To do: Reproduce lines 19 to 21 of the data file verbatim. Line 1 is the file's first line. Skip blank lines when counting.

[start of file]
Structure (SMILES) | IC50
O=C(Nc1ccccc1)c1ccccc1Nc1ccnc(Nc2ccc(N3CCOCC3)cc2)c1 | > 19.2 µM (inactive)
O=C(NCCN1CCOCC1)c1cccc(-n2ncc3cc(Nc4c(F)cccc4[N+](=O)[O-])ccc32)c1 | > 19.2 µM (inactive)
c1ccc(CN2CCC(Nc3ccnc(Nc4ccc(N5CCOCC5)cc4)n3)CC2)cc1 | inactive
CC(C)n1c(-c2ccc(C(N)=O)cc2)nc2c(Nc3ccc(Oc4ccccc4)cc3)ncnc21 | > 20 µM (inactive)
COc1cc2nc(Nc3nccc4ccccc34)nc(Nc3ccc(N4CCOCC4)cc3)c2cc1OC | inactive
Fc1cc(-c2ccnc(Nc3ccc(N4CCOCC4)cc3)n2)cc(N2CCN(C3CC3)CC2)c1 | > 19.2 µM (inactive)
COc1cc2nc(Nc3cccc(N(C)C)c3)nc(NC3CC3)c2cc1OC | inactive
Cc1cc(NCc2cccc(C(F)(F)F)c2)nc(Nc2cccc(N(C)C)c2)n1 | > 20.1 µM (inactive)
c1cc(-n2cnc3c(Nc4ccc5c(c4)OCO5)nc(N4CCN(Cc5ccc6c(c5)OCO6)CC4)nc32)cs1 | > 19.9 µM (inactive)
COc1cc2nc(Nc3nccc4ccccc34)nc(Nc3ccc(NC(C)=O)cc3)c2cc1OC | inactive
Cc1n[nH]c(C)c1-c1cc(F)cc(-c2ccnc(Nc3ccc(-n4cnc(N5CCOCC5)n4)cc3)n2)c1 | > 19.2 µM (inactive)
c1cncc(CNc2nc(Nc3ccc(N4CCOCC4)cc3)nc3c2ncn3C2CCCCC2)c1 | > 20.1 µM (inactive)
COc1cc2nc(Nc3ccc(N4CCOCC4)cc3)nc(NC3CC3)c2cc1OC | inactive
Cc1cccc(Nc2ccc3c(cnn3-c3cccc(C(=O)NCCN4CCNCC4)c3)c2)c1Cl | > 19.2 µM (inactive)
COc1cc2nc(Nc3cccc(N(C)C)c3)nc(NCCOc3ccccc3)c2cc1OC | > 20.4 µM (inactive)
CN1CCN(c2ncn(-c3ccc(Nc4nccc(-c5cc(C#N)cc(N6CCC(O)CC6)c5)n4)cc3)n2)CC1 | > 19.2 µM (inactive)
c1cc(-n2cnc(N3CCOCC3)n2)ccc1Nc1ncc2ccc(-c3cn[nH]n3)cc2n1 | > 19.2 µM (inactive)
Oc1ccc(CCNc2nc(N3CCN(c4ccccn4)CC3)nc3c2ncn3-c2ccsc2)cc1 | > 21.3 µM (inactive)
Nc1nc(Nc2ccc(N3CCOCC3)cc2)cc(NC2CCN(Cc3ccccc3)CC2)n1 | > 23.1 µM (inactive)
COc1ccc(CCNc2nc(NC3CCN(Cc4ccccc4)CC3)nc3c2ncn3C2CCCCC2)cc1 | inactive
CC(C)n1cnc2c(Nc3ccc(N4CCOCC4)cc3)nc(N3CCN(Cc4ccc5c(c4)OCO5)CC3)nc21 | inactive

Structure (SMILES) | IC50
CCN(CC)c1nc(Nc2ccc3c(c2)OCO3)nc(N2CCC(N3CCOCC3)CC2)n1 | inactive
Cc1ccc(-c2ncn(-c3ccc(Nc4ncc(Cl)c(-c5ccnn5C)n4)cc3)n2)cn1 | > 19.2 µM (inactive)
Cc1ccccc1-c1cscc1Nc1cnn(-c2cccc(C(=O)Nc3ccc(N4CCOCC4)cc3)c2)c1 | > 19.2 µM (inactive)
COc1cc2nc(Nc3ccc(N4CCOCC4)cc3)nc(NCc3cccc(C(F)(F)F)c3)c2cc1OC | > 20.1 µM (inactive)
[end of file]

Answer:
Oc1ccc(CCNc2nc(N3CCN(c4ccccn4)CC3)nc3c2ncn3-c2ccsc2)cc1 | > 21.3 µM (inactive)
Nc1nc(Nc2ccc(N3CCOCC3)cc2)cc(NC2CCN(Cc3ccccc3)CC2)n1 | > 23.1 µM (inactive)
COc1ccc(CCNc2nc(NC3CCN(Cc4ccccc4)CC3)nc3c2ncn3C2CCCCC2)cc1 | inactive